Will standing up for CQ workers make them sit still?
- Major shortages across the workforce in most sectors
- New Federal Government with a pledge to stand up for Casual Workers
- Vacancies are up again with 714 adverts posted on JobsInCQ.net.au in May, up by 6% from 672 in April
- Largest increase in CQ job ad views and applications include Hospitality and Construction sectors
Does New Government = More Job Security?
As we continue to experience major worker shortages, here in Central Queensland we have one of the largest casual workforces in the Country. According to the Australian Bureau of Statistics, the CQ region is well above the national average.
Casual working is still prevalent in sectors that thrive in Central Queensland, such as Manufacturing, Aged Care, Meat Processing and Hospitality.
The new Labor federal government have said they will “legislate a fair, objective test to determine when a worker can be classified as casual, so people have clearer pathway to permanent work”.
With strong upward pressure on wages, due to rapidly increasing consumer prices and the outlook of interest rate rises, we’re yet to see the impact that government policy and other measures may have on job security and job switching in a highly skills-short market.
Leading Indicator down (updated 24/06/2022)
This month, according to the Dept. of Education, Skills and Employment (DESE), the national monthly Leading Indicator of Employment has fallen for the fourth consecutive month.
It is apparently too early to confirm whether a turning point in cyclical employment is likely, as the Indicator has fallen for fewer than six consecutive months.
Interestingly, the cyclical employment series (derived from a centred six-year trend rate) has been suspended until more certainty emerges in the underlying trend in labour market activity.
So which jobs are receiving most interest?
During the last month, the vacancies with the highest views and applications were in the administration, hospitality, manufacturing and construction sectors.
We have seen an uptake in demand for part-time positions and those where flexibility and lifestyle rosters are a strong feature being offered.
Some of the most popular job searches on the Jobs In CQ site included Apprentice, Operator, Cleaning and Project Manager.
EOFY market trends
Typically the job market sees a general slow-down in recruitment, during the lead up the end of financial year on 30 June. This is a period when businesses take stock of their results, formulate budgets and consider where they need to invest for the next financial season.
However, the current catastrophic skills shortages are expected to see businesses less likely to reduce recruitment activities, apart from those that are feeling the significant pinch of rising prices, impacting capital costs and overheads. This is most testing for businesses with slim margins, that are unable to easily absorb, or pass on, increasing costs to their customers.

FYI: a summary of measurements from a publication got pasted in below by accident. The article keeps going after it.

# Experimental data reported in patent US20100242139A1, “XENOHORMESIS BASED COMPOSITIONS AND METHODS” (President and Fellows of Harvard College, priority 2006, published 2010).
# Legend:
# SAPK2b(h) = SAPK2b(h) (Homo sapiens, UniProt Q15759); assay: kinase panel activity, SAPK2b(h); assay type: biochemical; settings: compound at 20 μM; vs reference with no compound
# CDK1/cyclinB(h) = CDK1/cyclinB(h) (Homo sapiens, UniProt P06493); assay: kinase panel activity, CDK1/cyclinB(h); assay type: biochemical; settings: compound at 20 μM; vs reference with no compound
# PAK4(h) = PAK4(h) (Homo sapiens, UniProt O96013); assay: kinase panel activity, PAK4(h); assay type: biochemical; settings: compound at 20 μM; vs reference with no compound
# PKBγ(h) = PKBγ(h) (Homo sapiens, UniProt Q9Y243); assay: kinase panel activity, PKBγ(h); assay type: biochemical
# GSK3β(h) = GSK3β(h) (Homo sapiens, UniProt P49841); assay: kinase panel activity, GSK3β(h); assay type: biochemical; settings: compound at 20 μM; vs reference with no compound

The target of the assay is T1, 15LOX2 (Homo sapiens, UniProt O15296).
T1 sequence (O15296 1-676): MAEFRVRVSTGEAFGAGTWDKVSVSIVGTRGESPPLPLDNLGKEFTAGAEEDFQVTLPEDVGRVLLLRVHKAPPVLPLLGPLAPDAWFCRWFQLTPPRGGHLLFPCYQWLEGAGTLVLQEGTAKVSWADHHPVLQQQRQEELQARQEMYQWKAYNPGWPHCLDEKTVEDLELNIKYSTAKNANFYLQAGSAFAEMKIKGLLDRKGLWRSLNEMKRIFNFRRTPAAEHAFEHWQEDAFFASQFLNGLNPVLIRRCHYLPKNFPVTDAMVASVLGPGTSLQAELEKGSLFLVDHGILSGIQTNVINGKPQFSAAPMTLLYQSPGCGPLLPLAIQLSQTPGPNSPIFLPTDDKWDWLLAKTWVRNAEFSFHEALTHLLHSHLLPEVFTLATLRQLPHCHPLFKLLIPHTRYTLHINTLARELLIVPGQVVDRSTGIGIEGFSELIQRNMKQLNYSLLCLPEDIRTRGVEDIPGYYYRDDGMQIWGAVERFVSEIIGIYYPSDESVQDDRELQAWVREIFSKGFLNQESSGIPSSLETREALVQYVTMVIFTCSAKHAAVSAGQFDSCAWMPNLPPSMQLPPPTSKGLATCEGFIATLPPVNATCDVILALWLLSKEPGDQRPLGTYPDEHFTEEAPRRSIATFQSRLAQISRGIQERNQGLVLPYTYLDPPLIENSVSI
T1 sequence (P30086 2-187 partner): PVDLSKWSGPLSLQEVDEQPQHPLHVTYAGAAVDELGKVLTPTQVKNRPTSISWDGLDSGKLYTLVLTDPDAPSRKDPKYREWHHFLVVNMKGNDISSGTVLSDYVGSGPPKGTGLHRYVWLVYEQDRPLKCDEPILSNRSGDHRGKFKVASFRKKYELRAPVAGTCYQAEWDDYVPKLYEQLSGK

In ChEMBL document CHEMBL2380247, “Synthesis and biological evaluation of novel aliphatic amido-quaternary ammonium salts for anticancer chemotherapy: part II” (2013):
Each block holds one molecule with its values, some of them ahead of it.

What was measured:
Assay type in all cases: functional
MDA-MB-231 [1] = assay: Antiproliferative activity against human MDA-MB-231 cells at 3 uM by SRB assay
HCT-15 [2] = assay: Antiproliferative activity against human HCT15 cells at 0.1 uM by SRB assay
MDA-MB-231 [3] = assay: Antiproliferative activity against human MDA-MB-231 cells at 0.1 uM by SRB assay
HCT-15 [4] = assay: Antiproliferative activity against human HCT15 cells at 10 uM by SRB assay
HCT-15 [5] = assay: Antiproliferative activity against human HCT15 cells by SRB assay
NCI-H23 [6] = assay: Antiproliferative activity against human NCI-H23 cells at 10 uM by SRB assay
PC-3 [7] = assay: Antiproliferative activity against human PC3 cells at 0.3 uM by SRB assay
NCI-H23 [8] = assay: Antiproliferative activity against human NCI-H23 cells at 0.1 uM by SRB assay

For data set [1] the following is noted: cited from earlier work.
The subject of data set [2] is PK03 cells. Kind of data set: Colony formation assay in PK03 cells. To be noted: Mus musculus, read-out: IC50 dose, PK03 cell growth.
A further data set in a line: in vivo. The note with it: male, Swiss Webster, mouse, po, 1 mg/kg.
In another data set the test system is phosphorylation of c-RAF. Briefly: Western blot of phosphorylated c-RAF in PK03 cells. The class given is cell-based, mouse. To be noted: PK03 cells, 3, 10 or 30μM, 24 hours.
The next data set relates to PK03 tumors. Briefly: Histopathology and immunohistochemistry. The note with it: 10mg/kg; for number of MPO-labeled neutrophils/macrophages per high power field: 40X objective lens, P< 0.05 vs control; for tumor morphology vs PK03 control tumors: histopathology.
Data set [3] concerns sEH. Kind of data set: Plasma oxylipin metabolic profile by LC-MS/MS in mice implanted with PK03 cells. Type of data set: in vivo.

On a positive note, we do expect to see some valuable talent come into the market during this period due to the inevitable retrenchments that will occur in some businesses during the financial year anniversary period.
The way forward
There are jobs to be filled across all sectors – opportunities are in abundance, so why are businesses struggling across all sectors to fill their positions? We have been commentating for a while now about the candidate-driven market we are now experiencing, so how can employers attract suitable candidates and hang on to them?
There are many ways to achieve this but the market also needs to start being more creative and inclusive in its efforts. There’s a lot of talk surrounding getting younger people into the jobs market and reducing youth unemployment and this is an important area. The training landscape has many challenges that need to be addressed and this is a medium to long-term solution but there is a vast, well versed and talented pool of more mature and skilled migrant candidates ready and waiting to work.
There is also the ongoing controversial issue of diversity, equity and inclusion (DE&I).
We have been involved in recent local initiatives to try and support skilled migrants to enter the workforce and we are regularly impressed by the motivation, range of skills and attributes many of candidates from diverse cultural backgrounds possess, yet they are quickly overlooked, far too much, due to their lack of local Australian work experience.
There are many other important qualities to consider from these candidates such as strong work ethic, flexibility, judgement, decision-making, resilience, social/emotional intelligence, digital literacy, the list goes on!
For more information and insights about the local CQ job market and opportunities Register.